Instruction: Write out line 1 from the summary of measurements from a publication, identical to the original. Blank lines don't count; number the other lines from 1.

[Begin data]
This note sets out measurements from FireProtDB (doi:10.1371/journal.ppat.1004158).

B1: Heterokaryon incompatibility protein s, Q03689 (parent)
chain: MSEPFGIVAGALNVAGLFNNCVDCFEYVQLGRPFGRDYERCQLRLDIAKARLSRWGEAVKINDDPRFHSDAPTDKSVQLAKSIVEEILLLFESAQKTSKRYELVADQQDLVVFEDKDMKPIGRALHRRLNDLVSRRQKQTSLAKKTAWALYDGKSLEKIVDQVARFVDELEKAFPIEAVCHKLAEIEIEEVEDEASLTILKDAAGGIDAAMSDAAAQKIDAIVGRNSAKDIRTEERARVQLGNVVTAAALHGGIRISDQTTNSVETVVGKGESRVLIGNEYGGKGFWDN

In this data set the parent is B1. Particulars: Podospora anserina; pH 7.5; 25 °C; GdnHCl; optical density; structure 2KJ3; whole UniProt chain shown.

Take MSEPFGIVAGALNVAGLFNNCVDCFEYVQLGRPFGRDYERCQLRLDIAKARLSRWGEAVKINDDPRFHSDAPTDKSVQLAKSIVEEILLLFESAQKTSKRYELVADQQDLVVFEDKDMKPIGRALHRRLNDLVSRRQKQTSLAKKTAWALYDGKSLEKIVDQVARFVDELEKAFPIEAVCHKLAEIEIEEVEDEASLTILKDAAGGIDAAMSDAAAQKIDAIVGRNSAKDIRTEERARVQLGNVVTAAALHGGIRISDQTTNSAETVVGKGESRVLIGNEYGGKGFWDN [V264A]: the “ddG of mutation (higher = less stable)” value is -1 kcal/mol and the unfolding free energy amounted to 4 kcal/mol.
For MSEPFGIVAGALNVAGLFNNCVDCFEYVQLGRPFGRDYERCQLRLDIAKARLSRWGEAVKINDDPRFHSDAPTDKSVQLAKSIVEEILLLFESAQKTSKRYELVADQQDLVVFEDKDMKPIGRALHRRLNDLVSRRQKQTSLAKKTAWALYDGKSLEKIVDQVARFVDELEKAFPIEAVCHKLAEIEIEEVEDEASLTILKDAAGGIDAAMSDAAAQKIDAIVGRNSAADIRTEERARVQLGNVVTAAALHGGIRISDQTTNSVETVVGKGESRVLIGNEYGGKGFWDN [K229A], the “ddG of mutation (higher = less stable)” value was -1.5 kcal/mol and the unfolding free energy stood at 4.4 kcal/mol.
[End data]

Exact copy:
This note sets out measurements from FireProtDB (doi:10.1371/journal.ppat.1004158).